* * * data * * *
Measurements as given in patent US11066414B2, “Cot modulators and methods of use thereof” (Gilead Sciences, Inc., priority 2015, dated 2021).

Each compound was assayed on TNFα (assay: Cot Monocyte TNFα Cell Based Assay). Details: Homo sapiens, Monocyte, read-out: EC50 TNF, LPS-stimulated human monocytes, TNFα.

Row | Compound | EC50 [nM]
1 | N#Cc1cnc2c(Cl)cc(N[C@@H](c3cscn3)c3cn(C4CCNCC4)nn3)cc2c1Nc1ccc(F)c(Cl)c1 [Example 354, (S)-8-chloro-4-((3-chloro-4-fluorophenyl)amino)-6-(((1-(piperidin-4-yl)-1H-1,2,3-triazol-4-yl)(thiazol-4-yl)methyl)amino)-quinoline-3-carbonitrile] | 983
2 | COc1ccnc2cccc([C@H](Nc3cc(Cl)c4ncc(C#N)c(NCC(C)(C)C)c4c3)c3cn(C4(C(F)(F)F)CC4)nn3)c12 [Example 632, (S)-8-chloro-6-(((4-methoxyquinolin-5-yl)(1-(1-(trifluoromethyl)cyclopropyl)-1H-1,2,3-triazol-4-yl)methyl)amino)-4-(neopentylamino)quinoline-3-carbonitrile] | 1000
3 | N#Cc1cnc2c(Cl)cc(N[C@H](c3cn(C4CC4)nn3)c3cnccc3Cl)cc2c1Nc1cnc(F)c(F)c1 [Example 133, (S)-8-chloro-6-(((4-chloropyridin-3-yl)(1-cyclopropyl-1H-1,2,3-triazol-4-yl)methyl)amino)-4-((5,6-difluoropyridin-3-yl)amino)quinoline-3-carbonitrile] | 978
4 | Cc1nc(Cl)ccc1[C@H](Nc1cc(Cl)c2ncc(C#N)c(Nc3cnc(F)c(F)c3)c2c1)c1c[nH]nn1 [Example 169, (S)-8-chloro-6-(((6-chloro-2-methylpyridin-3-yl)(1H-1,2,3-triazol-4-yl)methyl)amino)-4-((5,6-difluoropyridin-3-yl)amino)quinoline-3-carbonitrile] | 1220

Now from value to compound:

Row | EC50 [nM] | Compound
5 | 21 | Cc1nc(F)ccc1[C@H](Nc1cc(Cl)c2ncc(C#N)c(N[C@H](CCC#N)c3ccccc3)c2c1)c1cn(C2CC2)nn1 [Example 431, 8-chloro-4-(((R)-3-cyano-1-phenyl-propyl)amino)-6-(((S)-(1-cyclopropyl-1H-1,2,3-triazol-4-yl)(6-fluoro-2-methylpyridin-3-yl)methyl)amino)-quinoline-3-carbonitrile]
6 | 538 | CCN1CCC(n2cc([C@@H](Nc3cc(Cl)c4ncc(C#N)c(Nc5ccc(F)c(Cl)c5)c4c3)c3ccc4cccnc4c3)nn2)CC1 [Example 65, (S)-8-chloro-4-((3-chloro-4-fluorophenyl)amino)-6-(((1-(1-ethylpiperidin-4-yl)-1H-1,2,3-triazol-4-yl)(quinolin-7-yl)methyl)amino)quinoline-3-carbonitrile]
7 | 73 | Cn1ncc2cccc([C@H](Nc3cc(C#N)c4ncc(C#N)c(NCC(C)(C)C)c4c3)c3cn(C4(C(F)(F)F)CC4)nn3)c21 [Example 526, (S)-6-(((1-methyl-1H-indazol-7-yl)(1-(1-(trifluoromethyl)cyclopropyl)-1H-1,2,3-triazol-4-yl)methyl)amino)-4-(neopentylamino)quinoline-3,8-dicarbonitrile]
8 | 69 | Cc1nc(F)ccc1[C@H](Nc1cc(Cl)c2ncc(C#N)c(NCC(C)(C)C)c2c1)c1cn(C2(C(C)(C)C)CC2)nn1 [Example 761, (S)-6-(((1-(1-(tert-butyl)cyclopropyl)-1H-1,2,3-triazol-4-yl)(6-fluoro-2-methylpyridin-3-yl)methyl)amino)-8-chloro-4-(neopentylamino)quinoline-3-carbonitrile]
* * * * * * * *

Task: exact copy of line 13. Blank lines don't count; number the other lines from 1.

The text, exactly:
8 | 69 | Cc1nc(F)ccc1[C@H](Nc1cc(Cl)c2ncc(C#N)c(NCC(C)(C)C)c2c1)c1cn(C2(C(C)(C)C)CC2)nn1 [Example 761, (S)-6-(((1-(1-(tert-butyl)cyclopropyl)-1H-1,2,3-triazol-4-yl)(6-fluoro-2-methylpyridin-3-yl)methyl)amino)-8-chloro-4-(neopentylamino)quinoline-3-carbonitrile]